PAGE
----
The debate has revolved around whether page navigations should require a full page refresh.
The real question, though, has been whether web developers should use the platform or reinvent the wheel for every site.
No one ever used a single page application and said “eww gross, this feels like a native app!”
The idea behind building an MPA is to use what the browsers give us, and so far that has been a full page refresh with the pros and cons that go along with it.
The concern is with recreating support for page history, the URL bar, caching, etc.
Reinventing browser specs assumes that spec authors didn’t know what they were doing or browser developers shipped buggy implementations that don’t meet user needs – and aren’t worth improving.
Newer specs like the View Transitions and shared elements blur the line between MPA and SPA.
Multi-page apps will be able to ship full HTML pages and achieve page transitions that feel seamless, complete with elements that persist state across pages.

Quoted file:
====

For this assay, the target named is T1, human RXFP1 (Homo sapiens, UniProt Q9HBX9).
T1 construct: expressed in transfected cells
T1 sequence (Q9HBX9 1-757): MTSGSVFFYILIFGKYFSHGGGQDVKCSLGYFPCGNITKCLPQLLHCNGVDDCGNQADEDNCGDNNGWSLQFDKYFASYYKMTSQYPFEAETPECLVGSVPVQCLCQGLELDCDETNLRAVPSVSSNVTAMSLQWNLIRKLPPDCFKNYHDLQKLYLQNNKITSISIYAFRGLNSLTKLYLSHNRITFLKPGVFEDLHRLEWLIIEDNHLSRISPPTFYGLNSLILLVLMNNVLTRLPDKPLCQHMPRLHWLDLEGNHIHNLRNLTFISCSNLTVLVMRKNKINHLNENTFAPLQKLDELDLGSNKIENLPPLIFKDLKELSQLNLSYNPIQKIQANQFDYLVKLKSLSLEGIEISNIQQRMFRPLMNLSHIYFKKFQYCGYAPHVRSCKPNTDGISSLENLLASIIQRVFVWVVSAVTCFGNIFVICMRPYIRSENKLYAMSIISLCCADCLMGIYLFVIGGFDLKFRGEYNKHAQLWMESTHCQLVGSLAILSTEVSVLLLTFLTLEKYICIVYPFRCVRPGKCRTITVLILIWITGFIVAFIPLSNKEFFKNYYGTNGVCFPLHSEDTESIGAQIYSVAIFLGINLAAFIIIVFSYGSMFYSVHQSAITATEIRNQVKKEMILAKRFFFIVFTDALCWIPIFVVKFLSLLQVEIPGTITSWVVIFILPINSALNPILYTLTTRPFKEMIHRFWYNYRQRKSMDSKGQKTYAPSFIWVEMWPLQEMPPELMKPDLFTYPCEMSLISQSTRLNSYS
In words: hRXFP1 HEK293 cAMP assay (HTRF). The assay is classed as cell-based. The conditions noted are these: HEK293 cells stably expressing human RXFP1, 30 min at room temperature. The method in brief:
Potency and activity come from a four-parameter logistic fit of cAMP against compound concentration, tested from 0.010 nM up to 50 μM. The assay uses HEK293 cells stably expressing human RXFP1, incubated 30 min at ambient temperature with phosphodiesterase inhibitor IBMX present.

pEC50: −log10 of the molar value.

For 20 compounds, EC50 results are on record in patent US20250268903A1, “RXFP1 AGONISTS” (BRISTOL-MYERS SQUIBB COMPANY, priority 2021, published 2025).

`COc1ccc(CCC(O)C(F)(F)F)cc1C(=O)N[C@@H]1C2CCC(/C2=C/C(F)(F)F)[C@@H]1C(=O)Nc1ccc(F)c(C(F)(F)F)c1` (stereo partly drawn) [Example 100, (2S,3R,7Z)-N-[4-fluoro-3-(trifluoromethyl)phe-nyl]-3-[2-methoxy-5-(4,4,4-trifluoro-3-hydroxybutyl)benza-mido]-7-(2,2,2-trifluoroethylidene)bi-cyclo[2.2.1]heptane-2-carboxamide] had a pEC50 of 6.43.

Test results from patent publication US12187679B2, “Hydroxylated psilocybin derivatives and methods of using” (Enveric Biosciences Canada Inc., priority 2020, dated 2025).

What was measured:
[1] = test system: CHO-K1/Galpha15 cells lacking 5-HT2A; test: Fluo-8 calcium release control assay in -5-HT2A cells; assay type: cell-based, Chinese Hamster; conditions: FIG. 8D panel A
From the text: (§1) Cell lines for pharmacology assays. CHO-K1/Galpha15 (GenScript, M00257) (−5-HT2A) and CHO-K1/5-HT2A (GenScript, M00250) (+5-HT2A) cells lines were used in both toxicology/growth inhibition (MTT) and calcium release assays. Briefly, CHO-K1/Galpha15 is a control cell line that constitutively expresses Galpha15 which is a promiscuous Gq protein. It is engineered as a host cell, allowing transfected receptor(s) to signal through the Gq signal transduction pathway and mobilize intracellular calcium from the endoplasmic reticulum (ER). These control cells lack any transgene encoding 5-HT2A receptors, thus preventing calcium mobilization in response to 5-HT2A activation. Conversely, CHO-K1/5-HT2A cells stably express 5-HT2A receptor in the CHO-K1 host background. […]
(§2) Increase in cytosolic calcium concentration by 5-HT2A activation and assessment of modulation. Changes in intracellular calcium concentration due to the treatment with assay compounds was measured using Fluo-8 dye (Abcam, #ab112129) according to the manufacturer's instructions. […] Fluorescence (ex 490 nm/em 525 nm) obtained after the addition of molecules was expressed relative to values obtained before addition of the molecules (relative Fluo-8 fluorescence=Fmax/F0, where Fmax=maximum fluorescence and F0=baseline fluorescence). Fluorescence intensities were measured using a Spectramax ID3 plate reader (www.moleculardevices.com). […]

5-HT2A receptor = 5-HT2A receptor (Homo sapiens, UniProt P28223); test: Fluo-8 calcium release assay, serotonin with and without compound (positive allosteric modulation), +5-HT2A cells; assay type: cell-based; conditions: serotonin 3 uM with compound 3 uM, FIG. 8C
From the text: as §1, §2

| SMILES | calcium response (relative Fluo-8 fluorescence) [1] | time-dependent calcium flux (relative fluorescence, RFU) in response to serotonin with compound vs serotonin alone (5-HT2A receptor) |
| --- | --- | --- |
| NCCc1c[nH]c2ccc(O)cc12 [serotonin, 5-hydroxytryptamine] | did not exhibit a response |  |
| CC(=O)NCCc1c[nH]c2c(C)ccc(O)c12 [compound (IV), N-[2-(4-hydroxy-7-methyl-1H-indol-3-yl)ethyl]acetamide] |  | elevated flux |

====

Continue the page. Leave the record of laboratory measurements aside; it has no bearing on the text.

So back to the original debate. We got lazy in the web dev community and latched the “use the platform” debate onto a limitation with page transitions and full refreshes.
This never was the real debate at all as far as I can tell, just a convenient line to draw for catchy names.
The question is whether sites should abandon core built-in features to rebuild one.
And if the browser specs don’t meet today’s needs, should we discuss new specs rather than throw out the old ones and take on the burden of reimplementing and supporting the same exact features?
Moral of the story:
The web is built on specs. They can be slow moving and there is a time and a place for polyfilling and testing proposed specs in userland code, but the goal should always be to clarify patterns and solidify those in open specs that can be supported long term.